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Costa Rica President Proposes Exploring Natural Gas Extraction

On Wednesday, during the press conference held after the Council of Government meeting, the President of Costa Rica asserted that exploring and exploiting natural gas in the country should be on the table.

Rodrigo Chaves emphasized that Costa Rica’s commitment to sustainability remains strong. He believes it’s possible to undertake this activity without causing environmental damage. Pointing to Norway, he highlighted how a country can adeptly extract such resources while still preserving nature.

“For those who argue that gas extraction is inherently harmful to Mother Nature and cannot be conducted in an environmentally friendly manner, I have one word for them: Norway,” stated Chaves.

Chaves also mentioned that Norway boasts the world’s largest reserves and has successfully tapped into its gas supply. Such abundance means Norway could theoretically “spend many, many years without levying a single tax, while still funding public services, disbursing pensions, and investing in infrastructure.”

The President conveyed his belief that Costa Rica is a “blessed” nation, endowed with vast natural resources that should be harnessed judiciously.

“We must carefully assess these resources. This is a multi-billion-dollar industry, and as a nation, we should discuss its potential,” Chaves added.

Prohibitions

Historically, past administrations enacted moratoriums on the exploration and exploitation of oil and gas. Specifically, both oil and gas exploration and exploitation are prohibited until 2050, a restriction put in place by a presidential decree. However, any subsequent president could overturn this decision.

The most recent moratorium was instituted in 2019 by then-President Carlos Alvarado and applies to both mainland and offshore activities.

Moreover, Costa Rica initially established a moratorium during the tenure of ex-President Abel Pacheco in 2019. Subsequent extensions were made by the administrations of Laura Chinchila, Luis Guillermo Solís, and finally, Carlos Alvarado.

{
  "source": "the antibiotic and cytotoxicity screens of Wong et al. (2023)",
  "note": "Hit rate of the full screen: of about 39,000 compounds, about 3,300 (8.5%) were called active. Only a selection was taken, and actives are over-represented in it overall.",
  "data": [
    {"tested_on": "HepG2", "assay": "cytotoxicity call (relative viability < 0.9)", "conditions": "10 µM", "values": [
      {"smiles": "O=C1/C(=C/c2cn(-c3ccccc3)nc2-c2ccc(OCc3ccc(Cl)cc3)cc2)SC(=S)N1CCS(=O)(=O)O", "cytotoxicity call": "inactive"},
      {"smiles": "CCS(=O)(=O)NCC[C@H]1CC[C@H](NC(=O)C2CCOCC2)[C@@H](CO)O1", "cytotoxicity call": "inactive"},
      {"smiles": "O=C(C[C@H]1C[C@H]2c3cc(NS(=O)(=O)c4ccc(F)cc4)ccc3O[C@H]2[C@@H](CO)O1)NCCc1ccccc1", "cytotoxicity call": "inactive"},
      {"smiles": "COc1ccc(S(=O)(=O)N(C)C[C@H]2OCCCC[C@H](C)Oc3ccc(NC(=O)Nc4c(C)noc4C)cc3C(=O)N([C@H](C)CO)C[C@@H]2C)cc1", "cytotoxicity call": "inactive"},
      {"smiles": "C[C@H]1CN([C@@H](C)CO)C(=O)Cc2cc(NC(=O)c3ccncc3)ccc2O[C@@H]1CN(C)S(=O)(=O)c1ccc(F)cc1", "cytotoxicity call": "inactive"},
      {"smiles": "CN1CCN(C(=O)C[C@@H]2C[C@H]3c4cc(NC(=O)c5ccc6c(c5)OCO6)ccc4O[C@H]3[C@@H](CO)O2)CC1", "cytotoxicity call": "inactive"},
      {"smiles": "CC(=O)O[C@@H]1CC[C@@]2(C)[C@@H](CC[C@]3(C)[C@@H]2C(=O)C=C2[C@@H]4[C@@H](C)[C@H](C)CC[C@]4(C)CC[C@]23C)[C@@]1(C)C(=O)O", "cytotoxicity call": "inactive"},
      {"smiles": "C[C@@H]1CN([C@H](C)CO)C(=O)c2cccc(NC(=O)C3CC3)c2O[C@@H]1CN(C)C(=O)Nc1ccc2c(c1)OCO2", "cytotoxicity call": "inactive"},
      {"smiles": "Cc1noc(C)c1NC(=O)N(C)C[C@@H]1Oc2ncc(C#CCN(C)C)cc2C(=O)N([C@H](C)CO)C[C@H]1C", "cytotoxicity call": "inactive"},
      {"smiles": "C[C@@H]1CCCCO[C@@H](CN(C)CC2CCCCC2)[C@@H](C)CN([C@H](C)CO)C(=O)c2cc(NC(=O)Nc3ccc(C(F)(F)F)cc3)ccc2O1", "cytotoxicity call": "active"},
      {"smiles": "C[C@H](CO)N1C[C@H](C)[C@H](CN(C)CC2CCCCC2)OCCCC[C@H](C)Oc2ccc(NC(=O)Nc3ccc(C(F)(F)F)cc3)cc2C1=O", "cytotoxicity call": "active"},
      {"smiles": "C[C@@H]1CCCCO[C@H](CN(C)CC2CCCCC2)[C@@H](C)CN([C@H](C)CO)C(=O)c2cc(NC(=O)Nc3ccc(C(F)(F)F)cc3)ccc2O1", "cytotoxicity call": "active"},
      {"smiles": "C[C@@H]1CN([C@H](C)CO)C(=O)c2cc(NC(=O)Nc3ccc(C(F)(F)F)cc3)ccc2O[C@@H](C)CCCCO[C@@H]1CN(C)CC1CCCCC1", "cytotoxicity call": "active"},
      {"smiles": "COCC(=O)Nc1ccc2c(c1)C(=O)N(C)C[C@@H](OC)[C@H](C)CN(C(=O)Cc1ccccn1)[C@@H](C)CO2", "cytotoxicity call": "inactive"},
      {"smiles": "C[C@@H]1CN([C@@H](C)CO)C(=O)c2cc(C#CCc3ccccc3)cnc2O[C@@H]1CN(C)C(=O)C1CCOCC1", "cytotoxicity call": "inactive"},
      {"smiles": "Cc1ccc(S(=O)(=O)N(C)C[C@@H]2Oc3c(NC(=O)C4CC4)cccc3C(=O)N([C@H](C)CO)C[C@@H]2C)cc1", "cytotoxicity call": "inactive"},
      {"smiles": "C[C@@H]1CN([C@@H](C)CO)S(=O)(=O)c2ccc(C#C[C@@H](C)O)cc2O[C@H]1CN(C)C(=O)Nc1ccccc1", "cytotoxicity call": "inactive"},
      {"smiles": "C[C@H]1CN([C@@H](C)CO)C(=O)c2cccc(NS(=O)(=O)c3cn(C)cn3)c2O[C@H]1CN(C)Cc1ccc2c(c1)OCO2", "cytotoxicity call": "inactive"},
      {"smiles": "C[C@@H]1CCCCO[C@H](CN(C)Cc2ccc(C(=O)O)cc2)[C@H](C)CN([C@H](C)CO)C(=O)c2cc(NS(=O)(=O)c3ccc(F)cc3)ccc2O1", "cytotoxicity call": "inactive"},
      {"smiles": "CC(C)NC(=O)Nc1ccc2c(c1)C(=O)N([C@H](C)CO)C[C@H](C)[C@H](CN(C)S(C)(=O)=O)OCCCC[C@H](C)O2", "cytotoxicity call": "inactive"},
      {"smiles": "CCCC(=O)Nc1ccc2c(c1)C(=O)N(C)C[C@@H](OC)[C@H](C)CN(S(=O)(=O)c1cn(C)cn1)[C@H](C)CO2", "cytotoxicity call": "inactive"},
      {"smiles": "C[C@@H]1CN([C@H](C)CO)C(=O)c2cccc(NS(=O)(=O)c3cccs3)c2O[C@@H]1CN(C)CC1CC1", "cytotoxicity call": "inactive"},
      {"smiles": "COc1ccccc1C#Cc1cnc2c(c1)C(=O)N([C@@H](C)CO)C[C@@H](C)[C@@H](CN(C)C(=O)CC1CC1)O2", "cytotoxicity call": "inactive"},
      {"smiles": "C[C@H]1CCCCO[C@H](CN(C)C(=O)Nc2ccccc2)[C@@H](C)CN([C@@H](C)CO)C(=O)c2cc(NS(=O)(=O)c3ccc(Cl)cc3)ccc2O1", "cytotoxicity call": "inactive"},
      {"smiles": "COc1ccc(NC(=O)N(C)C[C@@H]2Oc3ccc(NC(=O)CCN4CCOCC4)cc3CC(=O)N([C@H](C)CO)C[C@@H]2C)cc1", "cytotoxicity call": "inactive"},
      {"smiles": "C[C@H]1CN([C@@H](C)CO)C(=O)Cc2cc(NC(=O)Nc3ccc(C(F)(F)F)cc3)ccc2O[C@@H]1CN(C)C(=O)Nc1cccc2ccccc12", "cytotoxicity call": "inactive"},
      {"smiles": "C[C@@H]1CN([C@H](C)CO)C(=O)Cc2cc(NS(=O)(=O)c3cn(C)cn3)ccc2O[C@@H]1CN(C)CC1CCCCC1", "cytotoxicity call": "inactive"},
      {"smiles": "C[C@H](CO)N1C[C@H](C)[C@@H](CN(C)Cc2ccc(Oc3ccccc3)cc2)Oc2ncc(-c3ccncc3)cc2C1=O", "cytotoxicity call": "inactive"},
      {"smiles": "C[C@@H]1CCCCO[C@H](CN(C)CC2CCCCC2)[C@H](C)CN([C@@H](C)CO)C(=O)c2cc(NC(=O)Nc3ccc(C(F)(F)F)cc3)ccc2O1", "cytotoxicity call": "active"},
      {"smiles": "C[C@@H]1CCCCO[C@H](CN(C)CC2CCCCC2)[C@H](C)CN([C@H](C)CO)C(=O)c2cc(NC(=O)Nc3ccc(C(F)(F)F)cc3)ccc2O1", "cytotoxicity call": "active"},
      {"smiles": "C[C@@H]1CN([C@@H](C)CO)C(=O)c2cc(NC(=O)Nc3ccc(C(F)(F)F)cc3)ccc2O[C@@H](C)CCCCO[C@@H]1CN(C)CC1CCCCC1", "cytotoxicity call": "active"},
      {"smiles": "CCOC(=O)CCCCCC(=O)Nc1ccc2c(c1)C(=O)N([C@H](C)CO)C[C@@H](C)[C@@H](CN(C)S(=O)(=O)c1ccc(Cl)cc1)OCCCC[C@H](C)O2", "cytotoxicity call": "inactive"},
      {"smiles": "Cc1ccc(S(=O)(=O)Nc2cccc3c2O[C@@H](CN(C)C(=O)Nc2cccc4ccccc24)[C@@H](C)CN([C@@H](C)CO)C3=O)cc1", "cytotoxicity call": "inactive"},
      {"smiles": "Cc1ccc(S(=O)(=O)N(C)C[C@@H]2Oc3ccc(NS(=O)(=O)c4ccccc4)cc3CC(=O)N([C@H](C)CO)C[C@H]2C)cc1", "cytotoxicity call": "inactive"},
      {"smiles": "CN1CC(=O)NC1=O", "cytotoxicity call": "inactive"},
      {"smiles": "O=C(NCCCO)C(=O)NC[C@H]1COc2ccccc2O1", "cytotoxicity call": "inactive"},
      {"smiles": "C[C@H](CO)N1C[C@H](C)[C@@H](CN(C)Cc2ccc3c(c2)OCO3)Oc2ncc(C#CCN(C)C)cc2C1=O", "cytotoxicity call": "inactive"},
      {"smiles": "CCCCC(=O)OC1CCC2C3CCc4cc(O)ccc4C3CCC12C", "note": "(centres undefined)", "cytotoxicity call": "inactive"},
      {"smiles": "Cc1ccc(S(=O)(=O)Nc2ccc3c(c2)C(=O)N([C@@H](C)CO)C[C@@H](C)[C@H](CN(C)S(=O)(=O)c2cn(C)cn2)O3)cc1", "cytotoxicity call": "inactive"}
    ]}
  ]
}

Under Alvarado’s leadership, the moratorium was prolonged until 2050. This extension aligned with the National Decarbonization Plan, aiming to eliminate fossil fuel usage by 2050, thus bolstering the adoption of clean energy solutions to tackle the climate crisis.

Different Opinions

Luis Amador Jiménez, the Minister of Public Works and Transportation, expressed his approval of the proposal. He suggests that the revenues from such ventures could be funneled into infrastructure projects like road construction, maintenance, and overall system enhancements.

Former Congressman Jonathan Prendas concurred, emphasizing that this avenue is worth exploring for the country’s benefit.

Conversely, PLP legislator Kattia Cambronero Aguiluz voiced her concerns, arguing that the proposal lacked merit. She highlighted potential risks, explaining that natural gas extraction can contaminate both ground and surface waters and may lead to leaks during distribution and compression.

Lastly, Carlos Alvarado took to Twitter to voice his disagreement with the current government’s proposition.

“Millions endure the brunt of record temperatures, floods, and wildfires globally. In this context, some politicians and business leaders propose that Costa Rica, an environmental beacon, should exploit natural gas. If we envision a sustainable future, we must resist such overtures,” he tweeted.

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